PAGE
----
With the release of Disney’s Tron: Legacy on DVD and Blu-ray this week, there has been plenty of talk about the big budget sequel, its first-time director Joseph Kosinski, and the possibility of returning to the neon-lined world of The Grid.
After two years of hype by the Mouse House, the December 2010 release grossed $398 million worldwide and made Kosinski’s directorial debut the highest-grossing first film in history. Not too shabby considering the movie wasn’t especially strong out of the gate ($44M) and was met with mixed reactions from critics (49% on Rotten Tomatoes).
Despite spending roughly $320 million marketing and releasing the film, Disney has started to work on another sequel with Kosinski and original writers Edward Kitsis and Adam Horowitz, according to Deadline.
Hopefully without spoiling it for anyone who is waiting for a rental, the 2010 movie ended on an ellipsis and the opportunity for a potential clash between the real and digital worlds of Sam Flynn (Garrett Hedlund). ”We laid enough groundwork in Legacy that there’s a lot of kind of jumping off points for additional places to go,” Kosinski told ComingSoon.
Whether or not there is an audience for more Tron remains to be seen, though. We can be sure Disney will take a hard look at financials before guaranteeing a green light, and their number crunchers will also have the benefit of measuring audience response to Tron: Uprising, an animated television series coming in Summer 2012 that bridges the gap between the 1982 original and Kosinski’s slick return to The Grid (like The Clone Wars).
Their continued faith in the young filmmaker (and vice versa) suggests no hard feelings between the studio and Kosinski, particulary after Disney unceremoniously dumped the director’s passion project, Horizons (formerly titled Oblivion). The film, snatched up by Disney in August 2010, is set on a bleak, post-apocalyptic Earth when civilization lives above the clouds and the surface is plagued by alien scavengers.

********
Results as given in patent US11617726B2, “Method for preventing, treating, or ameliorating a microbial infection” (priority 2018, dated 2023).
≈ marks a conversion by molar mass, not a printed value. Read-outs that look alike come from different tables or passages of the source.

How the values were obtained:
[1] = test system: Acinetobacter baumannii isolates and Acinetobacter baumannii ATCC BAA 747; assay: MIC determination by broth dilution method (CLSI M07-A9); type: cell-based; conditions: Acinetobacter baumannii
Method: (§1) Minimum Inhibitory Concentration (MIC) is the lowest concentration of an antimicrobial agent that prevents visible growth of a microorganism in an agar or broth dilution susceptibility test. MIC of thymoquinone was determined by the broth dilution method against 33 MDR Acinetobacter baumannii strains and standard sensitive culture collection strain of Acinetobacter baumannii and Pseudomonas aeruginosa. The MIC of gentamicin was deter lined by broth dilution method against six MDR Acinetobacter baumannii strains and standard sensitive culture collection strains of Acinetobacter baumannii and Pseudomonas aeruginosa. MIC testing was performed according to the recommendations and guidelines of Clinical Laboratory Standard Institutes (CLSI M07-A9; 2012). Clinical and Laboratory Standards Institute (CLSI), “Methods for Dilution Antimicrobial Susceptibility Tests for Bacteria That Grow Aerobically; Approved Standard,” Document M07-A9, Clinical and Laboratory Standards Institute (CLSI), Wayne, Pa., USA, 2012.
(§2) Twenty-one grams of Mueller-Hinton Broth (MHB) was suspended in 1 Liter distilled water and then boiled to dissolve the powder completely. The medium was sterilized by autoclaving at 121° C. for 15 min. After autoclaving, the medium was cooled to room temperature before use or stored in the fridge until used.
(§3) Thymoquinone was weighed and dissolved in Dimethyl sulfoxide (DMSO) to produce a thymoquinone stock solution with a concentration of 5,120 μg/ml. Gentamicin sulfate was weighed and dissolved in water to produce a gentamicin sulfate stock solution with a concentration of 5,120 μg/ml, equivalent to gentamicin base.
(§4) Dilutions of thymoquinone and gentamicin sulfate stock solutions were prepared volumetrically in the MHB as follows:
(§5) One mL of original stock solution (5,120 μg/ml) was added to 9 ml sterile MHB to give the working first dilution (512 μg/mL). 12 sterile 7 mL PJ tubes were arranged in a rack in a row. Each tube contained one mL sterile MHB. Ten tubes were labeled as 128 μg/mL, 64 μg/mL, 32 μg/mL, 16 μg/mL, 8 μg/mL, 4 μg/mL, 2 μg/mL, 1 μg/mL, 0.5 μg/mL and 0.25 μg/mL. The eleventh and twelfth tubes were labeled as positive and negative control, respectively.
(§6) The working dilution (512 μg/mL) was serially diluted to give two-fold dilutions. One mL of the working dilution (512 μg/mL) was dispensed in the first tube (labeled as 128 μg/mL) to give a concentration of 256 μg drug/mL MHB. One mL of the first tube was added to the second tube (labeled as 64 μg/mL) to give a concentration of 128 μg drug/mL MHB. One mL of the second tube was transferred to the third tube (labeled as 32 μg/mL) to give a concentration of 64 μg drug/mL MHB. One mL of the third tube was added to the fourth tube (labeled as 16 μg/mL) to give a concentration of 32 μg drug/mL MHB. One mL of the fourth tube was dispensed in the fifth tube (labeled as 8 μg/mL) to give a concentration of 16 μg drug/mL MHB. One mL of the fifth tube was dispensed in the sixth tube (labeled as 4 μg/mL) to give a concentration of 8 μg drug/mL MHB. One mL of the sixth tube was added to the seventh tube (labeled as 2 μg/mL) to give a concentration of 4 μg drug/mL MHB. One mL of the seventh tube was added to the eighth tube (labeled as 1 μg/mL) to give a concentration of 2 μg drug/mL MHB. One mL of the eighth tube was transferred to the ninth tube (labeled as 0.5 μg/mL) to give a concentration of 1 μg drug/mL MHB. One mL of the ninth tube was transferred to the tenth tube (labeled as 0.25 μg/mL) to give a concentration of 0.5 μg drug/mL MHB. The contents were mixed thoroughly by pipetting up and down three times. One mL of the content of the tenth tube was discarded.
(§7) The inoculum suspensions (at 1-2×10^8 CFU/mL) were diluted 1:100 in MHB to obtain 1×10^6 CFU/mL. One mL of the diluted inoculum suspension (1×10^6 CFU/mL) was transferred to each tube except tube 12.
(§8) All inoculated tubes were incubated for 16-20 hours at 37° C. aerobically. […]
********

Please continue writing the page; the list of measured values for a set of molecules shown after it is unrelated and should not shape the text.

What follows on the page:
“It’s just outside the box of something that Disney can make right now, which we always knew,” Kosinski told the Playlist. “But I wanted to give it a shot with them, and we tried hard to make it work, but ultimately it was a square peg, round hole type thing. We couldn’t fit it inside the Disney box, and they didn’t want me to change it to fit inside that box because then it wouldn’t be the movie I wanted to make. So they were gracious enough to let me make it somewhere else.”
Universal has expressed an interest, among others, in scooping up the pieces, but this is the same studio that shut down Guillermo del Toro’s At the Mountains of Madness for its out-of-the-box edginess, R rating, and risky budget. Ironically, Tom Cruise, who was slated to lead Del Toro’s film, is interested in starring in Horizons, depending on where the project lands and the usual scheduling concerns.
Kosinski is also still attached to The Black Hole at Disney, a “re-imagining” of the 1979 sci-fi thriller about a lost spaceship hovering on the edge of a black hole. Strangely enough, Travis Beacham wrote a draft of the Disney redux and is the creative mind behind Del Toro’s new film, Pacific Rim. The project was originally intended as a priority for Rich Ross during the executive shuffle at the studio, but there has been little movement since Beacham’s draft and Kosinski’s attachment.